The Church's Sex-Abuse Crisis

What's Old, What's New, What's Needed—and Why

There are scandals and then there are scandals. Most are ugly, absorbing, and quickly forgotten. A few change history. The current flood of revelations about Catholic priests sexually preying on minors and the failure of Catholic officials to expose these outrages is taking on the dimensions of a history-changing scandal.

Seasoned observers of Catholicism are straining—and failing—to find a comparable event against which to measure the current crisis. Polls of Catholics register their massive loss of confidence in their leaders. Interviews surface raw anger. Catholics report friends and family members who have started attending other churches. To be sure, most parishioners express shock and sorrow while declaring their faith unshaken. No doubt they mean it. After all, the faith of Catholics has survived a lot of shaking in the past four decades. But that rock-bottom confidence does not reflect the continuing tensions between faith and doubt that are now the daily reality for millions of religiously thoughtful Catholics. Nor can even the most steadfast escape the impulse to take some distance from a soiled church.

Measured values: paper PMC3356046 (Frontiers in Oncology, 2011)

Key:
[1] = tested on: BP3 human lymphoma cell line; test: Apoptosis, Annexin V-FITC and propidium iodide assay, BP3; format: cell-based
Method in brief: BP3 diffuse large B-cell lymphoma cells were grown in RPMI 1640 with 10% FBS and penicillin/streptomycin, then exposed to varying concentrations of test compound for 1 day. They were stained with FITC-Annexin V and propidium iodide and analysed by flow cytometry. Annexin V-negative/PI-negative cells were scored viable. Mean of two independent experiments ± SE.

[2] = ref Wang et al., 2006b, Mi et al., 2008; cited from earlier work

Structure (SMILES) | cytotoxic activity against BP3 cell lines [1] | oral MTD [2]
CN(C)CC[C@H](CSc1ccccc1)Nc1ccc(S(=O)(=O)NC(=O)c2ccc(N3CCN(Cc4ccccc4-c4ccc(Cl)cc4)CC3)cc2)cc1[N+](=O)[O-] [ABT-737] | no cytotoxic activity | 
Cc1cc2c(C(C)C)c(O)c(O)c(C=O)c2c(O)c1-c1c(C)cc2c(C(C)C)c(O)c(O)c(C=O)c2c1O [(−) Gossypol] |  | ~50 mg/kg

It is no exaggeration to say that years of pastoral work have been undone in a few months. All the matters that the Vatican and its supporters in the United States have considered perils to the faith—theologians without mandates, gender-neutral language in the liturgy, the casual...

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About the Author

Peter Steinfels, co-founder of the Fordham Center on Religion and Culture and a former editor of Commonweal, is the author of A People Adrift: The Crisis of the Roman Catholic Church in America.